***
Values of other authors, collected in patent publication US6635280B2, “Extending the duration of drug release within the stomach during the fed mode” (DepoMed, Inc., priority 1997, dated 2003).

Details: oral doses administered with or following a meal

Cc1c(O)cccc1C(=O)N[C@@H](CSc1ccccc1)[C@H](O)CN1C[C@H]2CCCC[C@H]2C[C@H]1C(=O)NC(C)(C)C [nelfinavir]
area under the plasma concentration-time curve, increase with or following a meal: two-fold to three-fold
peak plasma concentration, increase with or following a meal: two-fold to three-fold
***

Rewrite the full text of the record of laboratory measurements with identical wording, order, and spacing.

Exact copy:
Values of other authors, collected in patent publication US6635280B2, “Extending the duration of drug release within the stomach during the fed mode” (DepoMed, Inc., priority 1997, dated 2003).

Details: oral doses administered with or following a meal

Cc1c(O)cccc1C(=O)N[C@@H](CSc1ccccc1)[C@H](O)CN1C[C@H]2CCCC[C@H]2C[C@H]1C(=O)NC(C)(C)C [nelfinavir]
area under the plasma concentration-time curve, increase with or following a meal: two-fold to three-fold
peak plasma concentration, increase with or following a meal: two-fold to three-fold